Thursday, May 9, 2024

SECU's RBL: Really Bad Lending! Now Imagine You're The Loan Officer...

https://www.breakthroughforyou.com/wp-content/uploads/2014/06/warning.jpg ... ready for your "elephant" test?

Trained you up as an SECU loan officer yesterday [link]. Lets see how you do on the test, if you have the "knack"!

Remember your mandate:  At SECU, the goals of the borrower and the lender (you!) should be the same.  After all, the loan officer (you!) works for the members, who own the credit union. Members rely on the loan officer (you!) to represent their best interests, to craft the best solution for their loan requests - to "Do the Right Thing". The transaction should be one of trust. [link]

https://clipart-library.com/data_images/44895.png 1) Decisioning - The loan process involves gathering information (an application, credit report, salary info, etc) for you to evaluate and on which to make a decision. Once all the necessary information has been reviewed, the loan request is either approved or denied. Q#1: Who makes the final loan decision - the member or SECU? Q#2: If the loan "goes bad", whose fault is it?

https://clipart-library.com/data_images/44895.png 2) Unsecured - Lending unsecured "appears riskier" than lending with collateral (car title, home mortgage - go back and review your "3 C's"! [link]), but these days most members need a credit card in order to make their way in the world (check into a hotel, rent a car, shop on-line).  Much, much "riskier" loan? No, not really. Why?  Because remember, a borrower can "only beat you once"! If the borrower doesn't repay, then certainly you wouldn't lend to them again, would you? Q#3: Why under the 3-tier RBL system do you charge a new teacher, correction officer, highway patrolman just starting out, a higher "C"-tier rate (the worst rate!) on a new credit card? Q#4: Why do you assume that young folks starting out are higher risks when they are yet to have a credit record? Q#5: Why do you now believe members are "guilty until proven innocent", rather than "innocent until proven guilty" under the fairer, same rate system? Q#6: Is this intelligent marketing to new SECU members?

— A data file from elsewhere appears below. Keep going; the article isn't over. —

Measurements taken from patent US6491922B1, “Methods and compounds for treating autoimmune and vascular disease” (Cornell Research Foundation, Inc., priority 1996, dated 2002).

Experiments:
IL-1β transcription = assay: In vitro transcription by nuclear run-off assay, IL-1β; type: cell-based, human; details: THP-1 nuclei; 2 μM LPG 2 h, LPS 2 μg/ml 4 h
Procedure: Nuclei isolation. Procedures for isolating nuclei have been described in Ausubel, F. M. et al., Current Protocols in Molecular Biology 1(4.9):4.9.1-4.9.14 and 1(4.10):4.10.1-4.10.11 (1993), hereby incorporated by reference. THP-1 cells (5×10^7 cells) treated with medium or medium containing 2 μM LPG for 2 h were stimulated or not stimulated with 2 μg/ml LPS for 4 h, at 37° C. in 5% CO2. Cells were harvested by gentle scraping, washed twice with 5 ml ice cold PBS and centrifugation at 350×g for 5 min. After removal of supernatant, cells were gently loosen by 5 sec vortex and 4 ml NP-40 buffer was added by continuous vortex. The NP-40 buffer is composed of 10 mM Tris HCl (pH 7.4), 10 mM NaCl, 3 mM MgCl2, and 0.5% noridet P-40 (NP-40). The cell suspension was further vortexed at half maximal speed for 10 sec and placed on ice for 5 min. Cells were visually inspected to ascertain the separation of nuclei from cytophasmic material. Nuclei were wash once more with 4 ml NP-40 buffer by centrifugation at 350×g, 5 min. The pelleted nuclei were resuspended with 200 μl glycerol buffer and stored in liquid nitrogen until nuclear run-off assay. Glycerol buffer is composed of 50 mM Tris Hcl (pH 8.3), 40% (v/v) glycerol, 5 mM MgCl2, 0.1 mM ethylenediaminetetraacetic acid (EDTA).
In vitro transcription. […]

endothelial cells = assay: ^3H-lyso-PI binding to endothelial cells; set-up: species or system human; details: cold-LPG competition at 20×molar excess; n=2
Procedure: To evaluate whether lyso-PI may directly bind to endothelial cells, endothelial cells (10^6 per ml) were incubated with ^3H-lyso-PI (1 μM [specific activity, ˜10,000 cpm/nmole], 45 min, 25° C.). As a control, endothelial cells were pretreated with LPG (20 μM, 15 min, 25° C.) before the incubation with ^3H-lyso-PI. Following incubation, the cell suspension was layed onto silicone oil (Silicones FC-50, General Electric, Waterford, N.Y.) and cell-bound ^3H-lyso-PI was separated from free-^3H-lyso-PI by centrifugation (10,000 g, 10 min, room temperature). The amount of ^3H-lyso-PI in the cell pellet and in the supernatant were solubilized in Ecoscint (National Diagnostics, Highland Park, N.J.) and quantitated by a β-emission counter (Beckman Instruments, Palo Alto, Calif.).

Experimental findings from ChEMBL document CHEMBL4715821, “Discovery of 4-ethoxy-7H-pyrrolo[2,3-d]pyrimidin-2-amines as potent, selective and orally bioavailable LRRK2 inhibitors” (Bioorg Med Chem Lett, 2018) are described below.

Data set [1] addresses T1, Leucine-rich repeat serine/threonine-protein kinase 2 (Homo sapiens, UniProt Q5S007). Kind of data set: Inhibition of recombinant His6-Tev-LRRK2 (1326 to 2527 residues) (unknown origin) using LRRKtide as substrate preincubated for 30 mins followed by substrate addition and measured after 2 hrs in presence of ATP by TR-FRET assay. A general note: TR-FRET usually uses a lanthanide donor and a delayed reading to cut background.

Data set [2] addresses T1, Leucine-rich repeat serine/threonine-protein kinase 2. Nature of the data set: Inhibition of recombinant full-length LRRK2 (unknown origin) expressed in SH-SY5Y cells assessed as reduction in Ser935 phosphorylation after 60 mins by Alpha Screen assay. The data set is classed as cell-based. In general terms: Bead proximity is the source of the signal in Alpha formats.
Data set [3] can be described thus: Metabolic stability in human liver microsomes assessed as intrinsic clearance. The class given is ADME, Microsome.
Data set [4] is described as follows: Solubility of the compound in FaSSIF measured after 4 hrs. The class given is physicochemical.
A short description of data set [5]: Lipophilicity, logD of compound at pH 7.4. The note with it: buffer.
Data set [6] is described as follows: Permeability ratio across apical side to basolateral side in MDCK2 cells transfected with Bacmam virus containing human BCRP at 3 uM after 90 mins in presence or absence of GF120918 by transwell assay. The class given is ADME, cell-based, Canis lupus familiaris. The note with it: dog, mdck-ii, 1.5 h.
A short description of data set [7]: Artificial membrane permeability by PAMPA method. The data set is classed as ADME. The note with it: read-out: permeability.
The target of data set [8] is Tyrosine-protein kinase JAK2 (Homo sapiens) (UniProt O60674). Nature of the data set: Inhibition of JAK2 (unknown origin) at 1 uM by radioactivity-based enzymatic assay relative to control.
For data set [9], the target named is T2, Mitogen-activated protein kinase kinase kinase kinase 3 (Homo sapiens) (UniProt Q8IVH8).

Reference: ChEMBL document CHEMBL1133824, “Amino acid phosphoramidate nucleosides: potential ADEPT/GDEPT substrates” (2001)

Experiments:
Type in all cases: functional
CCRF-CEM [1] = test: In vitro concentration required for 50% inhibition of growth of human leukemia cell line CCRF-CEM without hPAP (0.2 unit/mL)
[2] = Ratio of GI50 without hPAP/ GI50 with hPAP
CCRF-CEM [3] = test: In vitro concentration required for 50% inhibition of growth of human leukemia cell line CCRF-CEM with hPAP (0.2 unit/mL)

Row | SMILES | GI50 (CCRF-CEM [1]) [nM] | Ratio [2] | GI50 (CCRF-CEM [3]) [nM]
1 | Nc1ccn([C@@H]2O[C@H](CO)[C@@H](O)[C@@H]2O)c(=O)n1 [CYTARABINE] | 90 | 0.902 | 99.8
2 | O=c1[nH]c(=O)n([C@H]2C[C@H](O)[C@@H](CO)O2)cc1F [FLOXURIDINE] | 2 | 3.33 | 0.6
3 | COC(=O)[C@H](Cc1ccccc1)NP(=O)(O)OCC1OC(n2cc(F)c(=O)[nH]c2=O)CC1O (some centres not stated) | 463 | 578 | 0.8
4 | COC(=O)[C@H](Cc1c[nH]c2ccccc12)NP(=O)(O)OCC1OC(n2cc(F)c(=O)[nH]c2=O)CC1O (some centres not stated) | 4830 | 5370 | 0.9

https://clipart-library.com/data_images/44895.png 3) Mortgages - A mortgage is a loan against a home and is generally the best loan the Credit Union can make for many reasons - especially if your goal is to financially help the member. Under the new 3-tier RBL, SECU will no longer make a home equity loan (also known as a second mortgage) to a member with a credit score below 600, but will make a used car loan up to $25,000. SECU reported having 48,000 member second mortgages for $1.8 billion with no reported charge offs at 3/31/2024 - none, nada! (There were also no reported second mortgage charge offs in all of 2023 - none, nada!) Q#7: Why won't you make any member a home equity loan? Isn't a second mortgage "safer" (and less expensive!) than a used car loan?

 https://clipart-library.com/data_images/44895.png  4) Bias - Although not yet illegal, it is clear that credit scores discriminate unfairly against not only the young, but also blacks and females [link]. The problem is often called disparate impact [link]. RBL is a step backwards to a time of Jim Crow, a time when women weren't allowed to vote, when it was "alright" to have second class citizens who needed to "know their place" - which is generally toward the back of the economic and equality bus [link]. Q#8: How do you, as a loan officer, explain RBL to young borrowers or long-term, faithful borrowers with lower scores who are now being charged worse rates? Recheck your mandate above!

  https://clipart-library.com/data_images/44895.png 5) Opacity - Q#9: If a member calls to inquire about a loan rate, why can't you tell them the rate?  Why aren't all loan tier rates posted on line? Shouldn't your borrower know the cost of the loan?

 https://clipart-library.com/data_images/44895.png  Bonus! Q#10: Do you feel good that RBL represents the best interests of the member-borrower - or you?